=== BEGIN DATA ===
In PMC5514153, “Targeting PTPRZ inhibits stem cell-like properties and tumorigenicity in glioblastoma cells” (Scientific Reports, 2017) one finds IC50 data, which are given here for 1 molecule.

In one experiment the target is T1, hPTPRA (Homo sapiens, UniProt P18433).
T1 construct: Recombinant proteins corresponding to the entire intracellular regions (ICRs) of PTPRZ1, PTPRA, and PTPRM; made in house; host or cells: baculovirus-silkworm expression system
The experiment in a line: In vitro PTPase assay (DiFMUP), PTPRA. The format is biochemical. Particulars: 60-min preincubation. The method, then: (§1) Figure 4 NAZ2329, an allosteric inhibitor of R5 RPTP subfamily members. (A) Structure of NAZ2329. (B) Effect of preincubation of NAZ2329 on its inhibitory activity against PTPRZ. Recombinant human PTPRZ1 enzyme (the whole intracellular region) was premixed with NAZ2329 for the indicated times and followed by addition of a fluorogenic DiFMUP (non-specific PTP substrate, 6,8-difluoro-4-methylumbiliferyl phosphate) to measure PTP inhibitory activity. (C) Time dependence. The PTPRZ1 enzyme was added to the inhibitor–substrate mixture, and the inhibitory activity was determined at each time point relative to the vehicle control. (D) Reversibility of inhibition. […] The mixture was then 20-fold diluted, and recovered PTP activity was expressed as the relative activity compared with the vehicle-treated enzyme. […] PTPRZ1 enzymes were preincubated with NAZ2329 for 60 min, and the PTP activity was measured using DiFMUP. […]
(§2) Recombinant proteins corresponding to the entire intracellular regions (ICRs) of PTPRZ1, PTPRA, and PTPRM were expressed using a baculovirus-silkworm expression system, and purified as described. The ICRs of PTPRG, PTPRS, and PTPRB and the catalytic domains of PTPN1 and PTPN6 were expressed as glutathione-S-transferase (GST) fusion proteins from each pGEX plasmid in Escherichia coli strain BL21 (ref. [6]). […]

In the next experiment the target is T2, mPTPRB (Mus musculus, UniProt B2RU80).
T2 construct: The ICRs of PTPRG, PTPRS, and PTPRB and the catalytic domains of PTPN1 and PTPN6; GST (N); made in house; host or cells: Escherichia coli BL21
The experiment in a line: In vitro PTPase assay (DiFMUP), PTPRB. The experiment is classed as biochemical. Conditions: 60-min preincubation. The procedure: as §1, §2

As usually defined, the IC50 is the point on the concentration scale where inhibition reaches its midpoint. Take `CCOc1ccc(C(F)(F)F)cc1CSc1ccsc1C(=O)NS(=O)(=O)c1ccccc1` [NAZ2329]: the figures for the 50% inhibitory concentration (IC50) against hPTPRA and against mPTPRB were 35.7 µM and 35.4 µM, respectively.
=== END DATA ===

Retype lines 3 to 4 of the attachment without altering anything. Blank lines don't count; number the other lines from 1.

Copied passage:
T1 construct: Recombinant proteins corresponding to the entire intracellular regions (ICRs) of PTPRZ1, PTPRA, and PTPRM; made in house; host or cells: baculovirus-silkworm expression system
The experiment in a line: In vitro PTPase assay (DiFMUP), PTPRA. The format is biochemical. Particulars: 60-min preincubation. The method, then: (§1) Figure 4 NAZ2329, an allosteric inhibitor of R5 RPTP subfamily members. (A) Structure of NAZ2329. (B) Effect of preincubation of NAZ2329 on its inhibitory activity against PTPRZ. Recombinant human PTPRZ1 enzyme (the whole intracellular region) was premixed with NAZ2329 for the indicated times and followed by addition of a fluorogenic DiFMUP (non-specific PTP substrate, 6,8-difluoro-4-methylumbiliferyl phosphate) to measure PTP inhibitory activity. (C) Time dependence. The PTPRZ1 enzyme was added to the inhibitor–substrate mixture, and the inhibitory activity was determined at each time point relative to the vehicle control. (D) Reversibility of inhibition. […] The mixture was then 20-fold diluted, and recovered PTP activity was expressed as the relative activity compared with the vehicle-treated enzyme. […] PTPRZ1 enzymes were preincubated with NAZ2329 for 60 min, and the PTP activity was measured using DiFMUP. […]